A message from Invisible’s Chief Medical Officer

The groundbreaking study on Lyme and mental health from Columbia University shines a light on an utterly shocking statistic: People suffering from Lyme borreliosis have “a two-fold higher risk of dying by suicide than those without Lyme disease.”

As a clinician who has been treating Lyme patients for years, I see many reasons for this preventable loss of life. The biggest factor, in my opinion, is that these sufferers feel abandoned and stigmatized by the medical system and society at large. Lyme disease has no reliable test, no vaccine, and no effective treatments in the chronic stages of the disease. Yet physicians and family members often tell them that their very real disease is “all in their heads.” They feel invisible.

To respond to this urgent need, Invisible International is planning two important projects. The first is the Tick Bytes Clinical Data Research Platform, a nationwide clinical data repository that will provide quality tick-borne illness patient data to researchers to facilitate the development of better symptomologies, diagnostic approaches, and treatment protocols. We are currently working to fund 10 data-collection sites in hot spots across the country.

The second is a no cost mental health counseling and group support service for tick-borne illness patients. Led by psychiatrists and clinicians with expertise in Lyme disease, we will create a robust training and education platform for mental health providers. This platform will be tailored for different age groups and for caregivers of patients with tick-borne illness.

Please consider helping us fund these two trailblazing initiatives. Contact us via email or by visiting our giving webpage at https://invisible.international/give

Dr. Nevena Zubcevik

Invisible International, a 501(c)(3) nonprofit organization, is dedicated to reducing the suffering and social marginalization associated with invisible illnesses through innovation, education, and data-driven change projects. Invisible’s core team includes board-certified health-care providers in Infectious Disease, Internal Medicine, Family Medicine, Psychiatry, Pharmacy, Pathology, and Physical Medicine and Rehabilitation, many trained at or are affiliated with top-tier universities such as Harvard, Stanford, MIT, Brown, UC Berkeley, UC San Francisco, the US Air Force Academy, University of Virginia, and University of Pittsburgh.

Lyme advocates weigh-in on research priorities at HHS-LymeX workshop

Invisible’s Chief Medical Officer, Dr. Nevena Zubcevik, joins other Lyme patient advocates in setting priorities for the largest public-private research initiative launched since Lyme disease was discovered.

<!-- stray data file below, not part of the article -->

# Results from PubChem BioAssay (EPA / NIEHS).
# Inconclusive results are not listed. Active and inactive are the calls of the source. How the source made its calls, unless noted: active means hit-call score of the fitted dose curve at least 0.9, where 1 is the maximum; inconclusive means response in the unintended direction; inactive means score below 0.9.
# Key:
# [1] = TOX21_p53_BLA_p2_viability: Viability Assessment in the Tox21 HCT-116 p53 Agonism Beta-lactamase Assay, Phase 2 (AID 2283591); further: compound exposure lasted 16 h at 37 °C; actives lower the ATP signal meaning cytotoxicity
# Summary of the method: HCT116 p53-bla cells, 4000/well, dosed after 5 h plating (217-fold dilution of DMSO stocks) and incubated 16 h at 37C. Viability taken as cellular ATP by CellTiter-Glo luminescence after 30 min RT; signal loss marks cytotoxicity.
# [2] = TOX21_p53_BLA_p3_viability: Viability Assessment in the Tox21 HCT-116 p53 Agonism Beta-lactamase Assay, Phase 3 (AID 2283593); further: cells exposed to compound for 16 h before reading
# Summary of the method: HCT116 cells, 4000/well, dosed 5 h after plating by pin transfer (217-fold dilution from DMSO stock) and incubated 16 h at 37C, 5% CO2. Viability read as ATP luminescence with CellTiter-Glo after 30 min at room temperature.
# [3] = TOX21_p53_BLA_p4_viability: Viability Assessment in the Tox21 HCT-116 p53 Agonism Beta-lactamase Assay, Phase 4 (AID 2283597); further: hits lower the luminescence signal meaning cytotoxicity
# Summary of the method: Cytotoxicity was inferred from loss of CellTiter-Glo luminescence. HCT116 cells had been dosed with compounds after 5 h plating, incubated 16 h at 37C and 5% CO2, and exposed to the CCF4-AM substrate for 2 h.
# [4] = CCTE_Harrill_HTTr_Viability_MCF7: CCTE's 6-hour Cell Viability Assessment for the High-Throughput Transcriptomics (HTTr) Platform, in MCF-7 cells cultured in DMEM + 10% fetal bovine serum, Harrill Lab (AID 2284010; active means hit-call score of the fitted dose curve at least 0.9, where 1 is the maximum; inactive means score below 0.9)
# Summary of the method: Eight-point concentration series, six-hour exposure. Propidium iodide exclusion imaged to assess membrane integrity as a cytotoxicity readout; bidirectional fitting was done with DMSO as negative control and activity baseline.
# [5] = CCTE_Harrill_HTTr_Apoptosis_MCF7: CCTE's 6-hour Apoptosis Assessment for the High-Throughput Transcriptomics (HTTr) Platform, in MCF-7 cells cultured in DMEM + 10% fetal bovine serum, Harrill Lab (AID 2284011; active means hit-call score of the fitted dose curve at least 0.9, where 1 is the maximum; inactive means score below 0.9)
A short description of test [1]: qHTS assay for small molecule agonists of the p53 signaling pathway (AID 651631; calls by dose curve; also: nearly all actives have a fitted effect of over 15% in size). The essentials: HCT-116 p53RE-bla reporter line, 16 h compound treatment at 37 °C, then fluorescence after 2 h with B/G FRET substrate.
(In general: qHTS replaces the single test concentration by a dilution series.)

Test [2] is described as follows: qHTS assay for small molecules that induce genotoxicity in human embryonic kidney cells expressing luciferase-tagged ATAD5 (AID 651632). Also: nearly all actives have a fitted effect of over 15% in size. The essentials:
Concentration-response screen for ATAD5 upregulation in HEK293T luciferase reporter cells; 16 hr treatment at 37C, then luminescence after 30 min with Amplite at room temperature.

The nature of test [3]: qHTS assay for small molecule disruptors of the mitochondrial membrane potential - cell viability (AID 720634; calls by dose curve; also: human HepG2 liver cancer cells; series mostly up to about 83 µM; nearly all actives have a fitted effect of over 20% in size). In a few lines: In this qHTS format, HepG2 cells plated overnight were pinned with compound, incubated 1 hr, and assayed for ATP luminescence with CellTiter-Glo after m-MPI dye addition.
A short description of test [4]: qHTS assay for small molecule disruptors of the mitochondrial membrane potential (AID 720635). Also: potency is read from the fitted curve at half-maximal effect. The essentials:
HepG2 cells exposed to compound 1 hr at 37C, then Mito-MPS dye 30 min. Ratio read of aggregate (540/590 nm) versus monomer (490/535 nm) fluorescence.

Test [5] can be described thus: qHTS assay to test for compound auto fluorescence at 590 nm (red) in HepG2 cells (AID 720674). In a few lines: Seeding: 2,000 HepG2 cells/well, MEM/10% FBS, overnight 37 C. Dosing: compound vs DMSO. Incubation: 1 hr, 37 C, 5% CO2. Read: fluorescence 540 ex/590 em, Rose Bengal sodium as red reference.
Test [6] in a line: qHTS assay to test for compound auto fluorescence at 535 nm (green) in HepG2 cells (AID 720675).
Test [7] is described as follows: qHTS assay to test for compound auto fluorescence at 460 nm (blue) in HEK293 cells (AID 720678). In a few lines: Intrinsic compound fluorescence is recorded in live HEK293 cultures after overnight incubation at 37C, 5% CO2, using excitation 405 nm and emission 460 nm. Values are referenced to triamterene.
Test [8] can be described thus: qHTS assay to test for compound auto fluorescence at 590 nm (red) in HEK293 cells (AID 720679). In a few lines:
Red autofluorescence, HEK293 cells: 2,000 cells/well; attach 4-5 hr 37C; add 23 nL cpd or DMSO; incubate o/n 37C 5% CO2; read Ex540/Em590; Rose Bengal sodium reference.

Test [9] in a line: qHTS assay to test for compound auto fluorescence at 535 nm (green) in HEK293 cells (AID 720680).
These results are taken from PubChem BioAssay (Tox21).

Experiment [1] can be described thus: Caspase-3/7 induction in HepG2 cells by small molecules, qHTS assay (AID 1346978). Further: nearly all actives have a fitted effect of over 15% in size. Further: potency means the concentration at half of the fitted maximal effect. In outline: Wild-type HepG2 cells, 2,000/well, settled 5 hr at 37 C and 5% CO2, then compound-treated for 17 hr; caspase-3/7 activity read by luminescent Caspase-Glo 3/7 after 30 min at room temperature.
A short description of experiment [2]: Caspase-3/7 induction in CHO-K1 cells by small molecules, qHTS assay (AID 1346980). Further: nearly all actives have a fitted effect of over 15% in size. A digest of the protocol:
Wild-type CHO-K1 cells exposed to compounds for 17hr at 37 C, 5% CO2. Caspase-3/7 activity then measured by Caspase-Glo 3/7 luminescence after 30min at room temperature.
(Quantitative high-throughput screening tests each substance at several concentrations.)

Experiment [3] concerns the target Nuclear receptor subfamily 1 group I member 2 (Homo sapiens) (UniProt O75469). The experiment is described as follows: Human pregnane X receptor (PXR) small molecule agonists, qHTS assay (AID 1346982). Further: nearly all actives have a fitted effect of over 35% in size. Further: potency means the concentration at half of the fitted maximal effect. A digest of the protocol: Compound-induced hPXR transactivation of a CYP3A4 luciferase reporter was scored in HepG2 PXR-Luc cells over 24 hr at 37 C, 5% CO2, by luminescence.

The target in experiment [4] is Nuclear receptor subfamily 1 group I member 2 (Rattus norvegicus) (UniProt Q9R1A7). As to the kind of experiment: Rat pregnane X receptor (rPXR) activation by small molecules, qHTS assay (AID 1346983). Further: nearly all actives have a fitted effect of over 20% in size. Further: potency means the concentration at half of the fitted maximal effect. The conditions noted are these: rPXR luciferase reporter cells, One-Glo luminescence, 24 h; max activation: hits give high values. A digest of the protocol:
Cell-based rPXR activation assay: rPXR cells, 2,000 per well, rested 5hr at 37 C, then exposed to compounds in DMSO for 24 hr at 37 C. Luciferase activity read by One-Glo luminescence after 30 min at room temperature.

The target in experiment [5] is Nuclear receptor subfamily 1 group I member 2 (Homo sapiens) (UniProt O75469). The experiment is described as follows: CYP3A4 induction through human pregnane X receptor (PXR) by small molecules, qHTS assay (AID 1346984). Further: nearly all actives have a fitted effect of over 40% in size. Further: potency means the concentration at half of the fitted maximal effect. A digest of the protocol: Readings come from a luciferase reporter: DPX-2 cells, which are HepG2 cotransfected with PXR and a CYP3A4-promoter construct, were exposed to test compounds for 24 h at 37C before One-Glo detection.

Last October, the Steven & Alexandra Cohen Foundation announced that they would donate $25 million to the LymeX Innovation Accelerator, a research prize competition to develop better tick-borne disease diagnostics. The competition recently entered its next phase, the collection of ideas from disease stakeholders — patient representatives, the government, academic medicine, and industry — to help define the prize guidelines.

To facilitate this process, the U.S. Department of Health and Human Services (HHS) hosted a LymeX Roundtable Webinar on April 28, 2021, which featured presentations and workshops with key stakeholders.

Dr. Nevena Zubcevik, Invisible’s Chief Medical Officer, was the workshop’s first lightning talk speaker, and in her presentation (starting at minute 37:43), she succinctly summarized why these prizes are so desperately needed: Only about 1 percent of the National Institutes of Health’s Lyme disease research budget (2015 thru 2019) went towards exploring better treatments for the nearly 500,000 Americans who get Lyme disease each year. Her emphatic message to the audience — We need more patient-focused solutions to bring relief to the millions suffering from tick-borne diseases today.

Invisible is working to remedy the treatment gap by launching the Tick Bytes Clinical Data Research Platform. This multi-institutional clinical data repository will provide quality de-identified tick-borne illness patient data to researchers. Researchers can then mine this data using advanced biostatistical methods to discover symptom profiles for mixed infections and treatment regimens that work. With this precision medicine approach, more quality evidence will reach physicians, insurers, and government. This, in turn, will improve diagnostics and treatment options, leading to better outcomes, insurance coverage, and government funding. Invisible is currently raising funds to launch 10 data collection sites at research institutions, community clinics, and hospitals across the nation. To learn more about how you can help, go to: https://invisible.international/give

The Cohen’s $25 million prize fund represents a whopping 50-percent boost to the 2021 NIH Lyme-related research budget, and, most importantly, it allocates more funds to urgently needed early diagnostic tools, since in the first three weeks after infection, the standard tests only detect Lyme disease 29 to 40 percent of the time.

For an overview of the devastating impact of poor testing and treatment options on Lyme patients, read the new LymeX publication, “The Health+ Lyme Disease Human-Centered Design.” To join the LymeX online community, go to: https://lymex.crowdicity.com/

Invisible International is a 501(c)(3) nonprofit foundation dedicated to reducing the suffering associated with invisible illnesses and social marginalization through innovation, education, and change projects. To donate or to learn more about our many programs to reduce the impact of tick-borne illness, visit the website: https://invisible.international